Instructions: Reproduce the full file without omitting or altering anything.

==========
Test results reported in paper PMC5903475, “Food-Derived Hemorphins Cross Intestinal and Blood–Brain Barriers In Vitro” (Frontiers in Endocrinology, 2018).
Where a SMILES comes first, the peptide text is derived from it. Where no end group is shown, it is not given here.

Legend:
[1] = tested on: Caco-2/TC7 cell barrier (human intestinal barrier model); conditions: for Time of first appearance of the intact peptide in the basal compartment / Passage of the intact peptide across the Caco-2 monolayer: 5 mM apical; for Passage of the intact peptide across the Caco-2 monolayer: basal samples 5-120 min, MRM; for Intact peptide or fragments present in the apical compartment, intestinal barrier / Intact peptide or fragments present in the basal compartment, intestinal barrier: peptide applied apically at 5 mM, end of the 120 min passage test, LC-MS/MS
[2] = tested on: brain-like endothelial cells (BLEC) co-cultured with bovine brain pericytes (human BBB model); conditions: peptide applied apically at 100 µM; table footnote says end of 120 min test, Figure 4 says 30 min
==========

Test results reported in paper PMC5903475, “Food-Derived Hemorphins Cross Intestinal and Blood–Brain Barriers In Vitro” (Frontiers in Endocrinology, 2018).
Where a SMILES comes first, the peptide text is derived from it. Where no end group is shown, it is not given here.

Legend:
[1] = tested on: Caco-2/TC7 cell barrier (human intestinal barrier model); conditions: for Time of first appearance of the intact peptide in the basal compartment / Passage of the intact peptide across the Caco-2 monolayer: 5 mM apical; for Passage of the intact peptide across the Caco-2 monolayer: basal samples 5-120 min, MRM; for Intact peptide or fragments present in the apical compartment, intestinal barrier / Intact peptide or fragments present in the basal compartment, intestinal barrier: peptide applied apically at 5 mM, end of the 120 min passage test, LC-MS/MS
[2] = tested on: brain-like endothelial cells (BLEC) co-cultured with bovine brain pericytes (human BBB model); conditions: peptide applied apically at 100 µM; table footnote says end of 120 min test, Figure 4 says 30 min